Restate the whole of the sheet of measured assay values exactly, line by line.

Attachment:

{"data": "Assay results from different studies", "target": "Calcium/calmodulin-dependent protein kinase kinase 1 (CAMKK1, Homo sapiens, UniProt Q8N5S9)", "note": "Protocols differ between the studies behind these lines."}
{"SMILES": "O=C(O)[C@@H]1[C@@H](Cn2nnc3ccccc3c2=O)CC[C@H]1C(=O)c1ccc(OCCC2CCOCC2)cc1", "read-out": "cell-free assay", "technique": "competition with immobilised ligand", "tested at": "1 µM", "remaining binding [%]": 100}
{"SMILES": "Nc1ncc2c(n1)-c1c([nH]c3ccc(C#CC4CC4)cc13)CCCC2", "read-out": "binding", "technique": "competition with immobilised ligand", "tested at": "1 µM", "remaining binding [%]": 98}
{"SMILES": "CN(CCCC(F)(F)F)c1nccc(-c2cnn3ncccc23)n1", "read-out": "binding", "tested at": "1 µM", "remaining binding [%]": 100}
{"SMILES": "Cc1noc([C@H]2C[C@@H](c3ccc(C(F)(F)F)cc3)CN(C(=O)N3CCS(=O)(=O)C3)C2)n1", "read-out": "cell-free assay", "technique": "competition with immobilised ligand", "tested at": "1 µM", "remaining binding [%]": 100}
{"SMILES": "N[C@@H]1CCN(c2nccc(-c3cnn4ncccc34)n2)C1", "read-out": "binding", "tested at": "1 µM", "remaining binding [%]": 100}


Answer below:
{"data": "Assay results from different studies", "target": "Calcium/calmodulin-dependent protein kinase kinase 1 (CAMKK1, Homo sapiens, UniProt Q8N5S9)", "note": "Protocols differ between the studies behind these lines."}
{"SMILES": "O=C(O)[C@@H]1[C@@H](Cn2nnc3ccccc3c2=O)CC[C@H]1C(=O)c1ccc(OCCC2CCOCC2)cc1", "read-out": "cell-free assay", "technique": "competition with immobilised ligand", "tested at": "1 µM", "remaining binding [%]": 100}
{"SMILES": "Nc1ncc2c(n1)-c1c([nH]c3ccc(C#CC4CC4)cc13)CCCC2", "read-out": "binding", "technique": "competition with immobilised ligand", "tested at": "1 µM", "remaining binding [%]": 98}
{"SMILES": "CN(CCCC(F)(F)F)c1nccc(-c2cnn3ncccc23)n1", "read-out": "binding", "tested at": "1 µM", "remaining binding [%]": 100}
{"SMILES": "Cc1noc([C@H]2C[C@@H](c3ccc(C(F)(F)F)cc3)CN(C(=O)N3CCS(=O)(=O)C3)C2)n1", "read-out": "cell-free assay", "technique": "competition with immobilised ligand", "tested at": "1 µM", "remaining binding [%]": 100}
{"SMILES": "N[C@@H]1CCN(c2nccc(-c3cnn4ncccc34)n2)C1", "read-out": "binding", "tested at": "1 µM", "remaining binding [%]": 100}